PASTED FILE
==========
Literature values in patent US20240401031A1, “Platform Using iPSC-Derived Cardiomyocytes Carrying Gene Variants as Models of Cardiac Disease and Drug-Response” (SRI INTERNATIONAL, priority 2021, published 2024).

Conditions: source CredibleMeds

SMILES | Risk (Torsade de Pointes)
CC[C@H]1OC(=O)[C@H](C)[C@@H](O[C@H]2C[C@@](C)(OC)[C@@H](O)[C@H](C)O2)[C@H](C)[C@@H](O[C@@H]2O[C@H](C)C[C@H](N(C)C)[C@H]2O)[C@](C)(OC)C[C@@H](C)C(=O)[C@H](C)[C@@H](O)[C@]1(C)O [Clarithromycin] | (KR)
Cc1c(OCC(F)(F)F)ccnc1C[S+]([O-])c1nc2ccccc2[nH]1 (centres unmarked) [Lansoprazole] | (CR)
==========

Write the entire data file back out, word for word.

Literature values in patent US20240401031A1, “Platform Using iPSC-Derived Cardiomyocytes Carrying Gene Variants as Models of Cardiac Disease and Drug-Response” (SRI INTERNATIONAL, priority 2021, published 2024).

Conditions: source CredibleMeds

SMILES | Risk (Torsade de Pointes)
CC[C@H]1OC(=O)[C@H](C)[C@@H](O[C@H]2C[C@@](C)(OC)[C@@H](O)[C@H](C)O2)[C@H](C)[C@@H](O[C@@H]2O[C@H](C)C[C@H](N(C)C)[C@H]2O)[C@](C)(OC)C[C@@H](C)C(=O)[C@H](C)[C@@H](O)[C@]1(C)O [Clarithromycin] | (KR)
Cc1c(OCC(F)(F)F)ccnc1C[S+]([O-])c1nc2ccccc2[nH]1 (centres unmarked) [Lansoprazole] | (CR)